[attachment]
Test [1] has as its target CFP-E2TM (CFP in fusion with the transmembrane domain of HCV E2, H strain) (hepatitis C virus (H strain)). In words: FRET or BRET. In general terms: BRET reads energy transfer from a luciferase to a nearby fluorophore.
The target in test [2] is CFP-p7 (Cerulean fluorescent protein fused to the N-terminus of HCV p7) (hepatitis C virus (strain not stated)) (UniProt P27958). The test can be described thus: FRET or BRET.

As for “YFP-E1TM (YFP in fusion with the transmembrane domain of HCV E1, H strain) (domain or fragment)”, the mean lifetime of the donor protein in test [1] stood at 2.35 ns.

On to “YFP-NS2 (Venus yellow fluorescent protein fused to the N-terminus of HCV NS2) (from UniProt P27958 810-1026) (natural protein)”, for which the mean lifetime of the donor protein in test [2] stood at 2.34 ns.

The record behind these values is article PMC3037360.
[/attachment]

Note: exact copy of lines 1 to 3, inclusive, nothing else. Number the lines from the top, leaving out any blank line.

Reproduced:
Test [1] has as its target CFP-E2TM (CFP in fusion with the transmembrane domain of HCV E2, H strain) (hepatitis C virus (H strain)). In words: FRET or BRET. In general terms: BRET reads energy transfer from a luciferase to a nearby fluorophore.
The target in test [2] is CFP-p7 (Cerulean fluorescent protein fused to the N-terminus of HCV p7) (hepatitis C virus (strain not stated)) (UniProt P27958). The test can be described thus: FRET or BRET.

As for “YFP-E1TM (YFP in fusion with the transmembrane domain of HCV E1, H strain) (domain or fragment)”, the mean lifetime of the donor protein in test [1] stood at 2.35 ns.